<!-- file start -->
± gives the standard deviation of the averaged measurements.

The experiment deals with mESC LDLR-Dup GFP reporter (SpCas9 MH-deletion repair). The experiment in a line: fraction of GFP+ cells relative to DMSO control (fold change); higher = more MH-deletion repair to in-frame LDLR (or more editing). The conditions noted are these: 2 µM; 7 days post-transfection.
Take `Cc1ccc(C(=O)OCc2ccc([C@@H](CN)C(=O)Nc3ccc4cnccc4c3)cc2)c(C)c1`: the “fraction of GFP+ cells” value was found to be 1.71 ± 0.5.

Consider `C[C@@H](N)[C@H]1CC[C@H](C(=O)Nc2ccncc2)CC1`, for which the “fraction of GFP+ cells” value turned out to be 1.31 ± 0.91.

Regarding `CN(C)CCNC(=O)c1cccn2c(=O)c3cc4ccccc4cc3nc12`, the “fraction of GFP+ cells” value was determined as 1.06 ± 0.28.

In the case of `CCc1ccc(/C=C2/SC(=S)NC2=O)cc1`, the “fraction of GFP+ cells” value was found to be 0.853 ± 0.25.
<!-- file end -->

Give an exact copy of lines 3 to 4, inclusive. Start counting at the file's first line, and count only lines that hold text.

Take `Cc1ccc(C(=O)OCc2ccc([C@@H](CN)C(=O)Nc3ccc4cnccc4c3)cc2)c(C)c1`: the “fraction of GFP+ cells” value was found to be 1.71 ± 0.5.

Consider `C[C@@H](N)[C@H]1CC[C@H](C(=O)Nc2ccncc2)CC1`, for which the “fraction of GFP+ cells” value turned out to be 1.31 ± 0.91.